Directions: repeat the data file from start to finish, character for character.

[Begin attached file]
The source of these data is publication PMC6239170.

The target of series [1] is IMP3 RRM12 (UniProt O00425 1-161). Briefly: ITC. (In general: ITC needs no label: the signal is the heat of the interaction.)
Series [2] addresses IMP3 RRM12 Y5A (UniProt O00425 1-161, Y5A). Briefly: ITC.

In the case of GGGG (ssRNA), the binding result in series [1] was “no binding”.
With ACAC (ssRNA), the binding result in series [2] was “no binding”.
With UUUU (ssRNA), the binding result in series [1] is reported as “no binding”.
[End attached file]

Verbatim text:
The source of these data is publication PMC6239170.

The target of series [1] is IMP3 RRM12 (UniProt O00425 1-161). Briefly: ITC. (In general: ITC needs no label: the signal is the heat of the interaction.)
Series [2] addresses IMP3 RRM12 Y5A (UniProt O00425 1-161, Y5A). Briefly: ITC.

In the case of GGGG (ssRNA), the binding result in series [1] was “no binding”.
With ACAC (ssRNA), the binding result in series [2] was “no binding”.
With UUUU (ssRNA), the binding result in series [1] is reported as “no binding”.